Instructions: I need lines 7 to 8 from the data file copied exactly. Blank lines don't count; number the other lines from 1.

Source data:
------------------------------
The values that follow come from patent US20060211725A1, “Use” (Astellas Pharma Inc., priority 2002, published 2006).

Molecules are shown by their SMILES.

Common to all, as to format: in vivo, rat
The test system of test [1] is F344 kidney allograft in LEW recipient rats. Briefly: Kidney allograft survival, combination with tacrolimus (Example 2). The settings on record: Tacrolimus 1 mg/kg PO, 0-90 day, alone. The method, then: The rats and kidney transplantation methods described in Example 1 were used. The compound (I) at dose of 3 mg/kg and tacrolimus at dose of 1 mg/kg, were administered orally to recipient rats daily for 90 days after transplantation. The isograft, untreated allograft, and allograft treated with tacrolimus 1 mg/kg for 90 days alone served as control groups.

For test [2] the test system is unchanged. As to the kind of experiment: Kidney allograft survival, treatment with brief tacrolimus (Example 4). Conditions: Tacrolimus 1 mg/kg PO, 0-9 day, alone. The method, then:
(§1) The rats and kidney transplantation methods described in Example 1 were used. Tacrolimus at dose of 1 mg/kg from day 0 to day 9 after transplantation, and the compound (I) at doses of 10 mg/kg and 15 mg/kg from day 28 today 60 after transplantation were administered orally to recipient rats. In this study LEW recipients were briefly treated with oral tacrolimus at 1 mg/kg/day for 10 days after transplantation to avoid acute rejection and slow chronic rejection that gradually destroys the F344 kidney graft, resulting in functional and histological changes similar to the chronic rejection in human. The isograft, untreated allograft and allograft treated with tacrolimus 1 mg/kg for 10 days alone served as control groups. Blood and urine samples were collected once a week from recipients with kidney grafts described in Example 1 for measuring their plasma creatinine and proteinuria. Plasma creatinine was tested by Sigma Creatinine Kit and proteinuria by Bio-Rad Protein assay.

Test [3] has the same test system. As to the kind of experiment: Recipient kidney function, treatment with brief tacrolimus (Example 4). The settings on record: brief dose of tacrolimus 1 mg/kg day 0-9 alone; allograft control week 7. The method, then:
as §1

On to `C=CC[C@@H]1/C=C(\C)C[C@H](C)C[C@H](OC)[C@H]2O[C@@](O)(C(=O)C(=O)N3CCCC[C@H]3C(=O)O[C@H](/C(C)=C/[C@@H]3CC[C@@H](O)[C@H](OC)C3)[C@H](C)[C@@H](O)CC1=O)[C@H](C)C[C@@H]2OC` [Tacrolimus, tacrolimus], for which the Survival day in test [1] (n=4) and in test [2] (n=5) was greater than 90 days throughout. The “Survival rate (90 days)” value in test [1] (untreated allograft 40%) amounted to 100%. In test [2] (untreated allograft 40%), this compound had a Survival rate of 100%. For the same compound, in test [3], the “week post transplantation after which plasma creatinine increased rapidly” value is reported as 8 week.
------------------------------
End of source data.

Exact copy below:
Test [3] has the same test system. As to the kind of experiment: Recipient kidney function, treatment with brief tacrolimus (Example 4). The settings on record: brief dose of tacrolimus 1 mg/kg day 0-9 alone; allograft control week 7. The method, then:
as §1